Bringing Edge to Irish enterprises of all sizes

Ivan Habovcik, Schneider Electric (Image: Schneider Electric)



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2 August 2017 | 0

Data centres are big news in Ireland at the moment. That is to say, big data centres are big news. Several of the world’s so-called internet giants and other major IT companies have constructed, or are in the process of constructing, large data centres in this country to meet the demands of cloud computing both here and internationally.

Cloud computing underpins the current trend of treating IT as a service, in which data and applications are located centrally in a large data centre and delivered to users over the Internet. Users access these services from a wide range of devices which may be desktop or notebook PCs, tablets or smart phones. Typically, large data centres are operated by specialist service providers who host computing and storage assets for several independent clients on the same site.

“Speed of response is not the only issue driving the adoption of edge computing. Physical security and the need to maintain control over customised applications only used within one’s own organisation might cause some reluctance to outsource certain applications or services to a managed services provider operating a colocation data centre”

Driving factors
Factors driving the adoption of cloud computing services from large data centres include the growth and reliability of network speed, capacity and availability; the increased virtualisation of both storage and computing power, allowing more efficient use of IT assets; the evolution of service providers specialising in all aspects of data-centre management to enable organisations to concentrate on their own businesses while leaving IT to the specialists; and the resulting lowering of costs, particularly capital costs, to end users.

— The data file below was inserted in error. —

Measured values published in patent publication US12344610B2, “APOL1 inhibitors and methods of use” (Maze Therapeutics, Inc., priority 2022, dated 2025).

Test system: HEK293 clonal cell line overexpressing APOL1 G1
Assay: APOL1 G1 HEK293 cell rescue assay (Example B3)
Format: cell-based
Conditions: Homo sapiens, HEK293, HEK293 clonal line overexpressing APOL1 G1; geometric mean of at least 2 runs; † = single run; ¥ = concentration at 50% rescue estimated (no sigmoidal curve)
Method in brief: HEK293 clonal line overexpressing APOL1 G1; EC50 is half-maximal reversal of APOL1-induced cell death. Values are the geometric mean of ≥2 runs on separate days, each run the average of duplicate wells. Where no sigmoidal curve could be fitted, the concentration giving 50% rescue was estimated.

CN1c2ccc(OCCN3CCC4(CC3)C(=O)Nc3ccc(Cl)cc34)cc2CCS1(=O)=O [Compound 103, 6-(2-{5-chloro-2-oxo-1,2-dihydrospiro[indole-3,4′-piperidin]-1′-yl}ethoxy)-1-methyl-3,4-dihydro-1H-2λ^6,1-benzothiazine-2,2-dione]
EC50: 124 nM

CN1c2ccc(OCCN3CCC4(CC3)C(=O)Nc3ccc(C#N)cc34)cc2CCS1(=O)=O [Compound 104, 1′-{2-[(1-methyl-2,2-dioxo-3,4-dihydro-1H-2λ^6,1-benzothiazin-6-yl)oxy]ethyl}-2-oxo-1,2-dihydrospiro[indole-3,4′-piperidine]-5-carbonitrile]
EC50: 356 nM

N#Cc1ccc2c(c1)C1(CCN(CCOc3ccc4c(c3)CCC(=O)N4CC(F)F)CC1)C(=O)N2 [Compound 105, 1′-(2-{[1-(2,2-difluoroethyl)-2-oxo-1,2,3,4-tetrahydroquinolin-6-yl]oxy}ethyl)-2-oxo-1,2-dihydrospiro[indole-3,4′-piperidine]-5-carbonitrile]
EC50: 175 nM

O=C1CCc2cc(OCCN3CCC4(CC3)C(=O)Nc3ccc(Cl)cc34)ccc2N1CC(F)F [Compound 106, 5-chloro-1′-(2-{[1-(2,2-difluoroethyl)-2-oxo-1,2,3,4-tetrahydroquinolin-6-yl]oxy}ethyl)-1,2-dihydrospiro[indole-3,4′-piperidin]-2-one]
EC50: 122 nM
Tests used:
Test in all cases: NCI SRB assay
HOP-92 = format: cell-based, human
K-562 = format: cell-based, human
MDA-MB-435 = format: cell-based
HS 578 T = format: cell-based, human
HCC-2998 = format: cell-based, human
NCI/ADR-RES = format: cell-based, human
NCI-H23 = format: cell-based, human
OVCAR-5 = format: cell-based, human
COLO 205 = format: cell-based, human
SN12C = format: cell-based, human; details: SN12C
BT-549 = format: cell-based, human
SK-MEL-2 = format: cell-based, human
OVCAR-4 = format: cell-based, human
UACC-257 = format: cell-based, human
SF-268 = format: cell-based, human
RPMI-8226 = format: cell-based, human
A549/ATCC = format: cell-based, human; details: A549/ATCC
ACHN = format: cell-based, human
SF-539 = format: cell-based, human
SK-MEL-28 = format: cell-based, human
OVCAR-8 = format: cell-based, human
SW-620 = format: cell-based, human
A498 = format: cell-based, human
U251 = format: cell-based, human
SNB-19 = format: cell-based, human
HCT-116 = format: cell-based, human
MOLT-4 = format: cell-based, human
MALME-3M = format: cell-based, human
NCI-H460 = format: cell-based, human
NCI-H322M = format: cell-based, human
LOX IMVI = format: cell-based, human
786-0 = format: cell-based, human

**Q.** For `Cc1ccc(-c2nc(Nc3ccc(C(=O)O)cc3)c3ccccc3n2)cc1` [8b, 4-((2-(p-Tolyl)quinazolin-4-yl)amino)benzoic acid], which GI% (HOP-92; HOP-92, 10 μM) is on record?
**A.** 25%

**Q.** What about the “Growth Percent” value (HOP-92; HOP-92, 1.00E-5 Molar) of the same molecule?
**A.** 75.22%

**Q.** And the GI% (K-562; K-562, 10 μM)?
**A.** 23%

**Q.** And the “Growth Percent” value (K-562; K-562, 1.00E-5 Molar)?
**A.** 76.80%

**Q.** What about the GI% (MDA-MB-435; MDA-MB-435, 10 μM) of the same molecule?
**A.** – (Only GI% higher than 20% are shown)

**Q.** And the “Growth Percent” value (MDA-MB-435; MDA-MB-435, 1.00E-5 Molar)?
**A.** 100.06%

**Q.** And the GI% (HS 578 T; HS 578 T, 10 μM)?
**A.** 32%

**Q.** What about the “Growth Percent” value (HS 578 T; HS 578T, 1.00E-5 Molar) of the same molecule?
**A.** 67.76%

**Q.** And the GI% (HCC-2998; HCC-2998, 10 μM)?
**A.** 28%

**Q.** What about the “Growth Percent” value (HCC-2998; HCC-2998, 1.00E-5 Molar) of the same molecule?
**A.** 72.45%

However, the very success of cloud computing has seen new issues emerge. Spurred on by the success of digital services such as social media, video on demand and e-commerce the growth of data traffic shows no sign of slowing. An emerging force is the so-called Internet of Things (IoT) in which all manner of products from factory production equipment to consumer products will come with internet connectivity pre-installed to enable ongoing monitoring, maintenance firmware updates. Projections are that by 2020, there will be some 30 billion connected devices generating 15TB of data as well as 4 billion people accessing online digital services.

This is leading to a new phenomenon—in reality a cyclical phenomenon—called Edge Computing, in which smaller data centres, widely distributed geographically will emerge to deliver some of this explosive growth in data processing. The reason is very simple: from the earliest days of the Internet, analogies have been drawn with a road network. Motorways connect major centres of population, dual-carriageways or A-roads feed the less highly populated regions and at the bottom of the network chain are ‘boreens’ where traffic passes much more slowly and over shorter distances to end users.

Highways choked
Even the widest motorways, however, eventually become choked by the volume of traffic attempting to use them and the analogous world of the Internet is no different. A dependence on large data centres at the heart of the network creates traffic congestion that impairs the performance of electronic services. This can be remedied by moving those services that require speedy response times, such as video on demand or IoT traffic, to data centres closer to the users of those services. Meanwhile, services such as data archiving and e-mail that consume large volumes of data but for which speed of response and network latency are less critical issues, can remain in large centralised data centres.